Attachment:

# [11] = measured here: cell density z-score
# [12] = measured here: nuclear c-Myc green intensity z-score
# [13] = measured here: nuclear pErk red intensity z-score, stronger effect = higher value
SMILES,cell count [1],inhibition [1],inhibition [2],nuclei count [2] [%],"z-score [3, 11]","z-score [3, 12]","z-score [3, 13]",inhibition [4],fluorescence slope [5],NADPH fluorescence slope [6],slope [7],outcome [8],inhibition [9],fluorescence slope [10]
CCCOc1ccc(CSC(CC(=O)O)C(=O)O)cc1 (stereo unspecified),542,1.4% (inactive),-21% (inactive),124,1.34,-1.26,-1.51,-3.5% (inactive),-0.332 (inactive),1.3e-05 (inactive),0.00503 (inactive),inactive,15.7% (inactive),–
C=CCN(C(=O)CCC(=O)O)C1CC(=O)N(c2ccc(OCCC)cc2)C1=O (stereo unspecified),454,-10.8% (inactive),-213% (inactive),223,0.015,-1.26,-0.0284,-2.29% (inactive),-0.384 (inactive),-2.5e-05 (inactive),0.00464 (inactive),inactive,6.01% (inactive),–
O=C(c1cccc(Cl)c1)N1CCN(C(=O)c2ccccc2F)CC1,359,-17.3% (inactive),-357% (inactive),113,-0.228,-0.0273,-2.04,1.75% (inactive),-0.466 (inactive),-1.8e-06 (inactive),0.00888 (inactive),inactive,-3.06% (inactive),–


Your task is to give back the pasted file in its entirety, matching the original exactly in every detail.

# [11] = measured here: cell density z-score
# [12] = measured here: nuclear c-Myc green intensity z-score
# [13] = measured here: nuclear pErk red intensity z-score, stronger effect = higher value
SMILES,cell count [1],inhibition [1],inhibition [2],nuclei count [2] [%],"z-score [3, 11]","z-score [3, 12]","z-score [3, 13]",inhibition [4],fluorescence slope [5],NADPH fluorescence slope [6],slope [7],outcome [8],inhibition [9],fluorescence slope [10]
CCCOc1ccc(CSC(CC(=O)O)C(=O)O)cc1 (stereo unspecified),542,1.4% (inactive),-21% (inactive),124,1.34,-1.26,-1.51,-3.5% (inactive),-0.332 (inactive),1.3e-05 (inactive),0.00503 (inactive),inactive,15.7% (inactive),–
C=CCN(C(=O)CCC(=O)O)C1CC(=O)N(c2ccc(OCCC)cc2)C1=O (stereo unspecified),454,-10.8% (inactive),-213% (inactive),223,0.015,-1.26,-0.0284,-2.29% (inactive),-0.384 (inactive),-2.5e-05 (inactive),0.00464 (inactive),inactive,6.01% (inactive),–
O=C(c1cccc(Cl)c1)N1CCN(C(=O)c2ccccc2F)CC1,359,-17.3% (inactive),-357% (inactive),113,-0.228,-0.0273,-2.04,1.75% (inactive),-0.466 (inactive),-1.8e-06 (inactive),0.00888 (inactive),inactive,-3.06% (inactive),–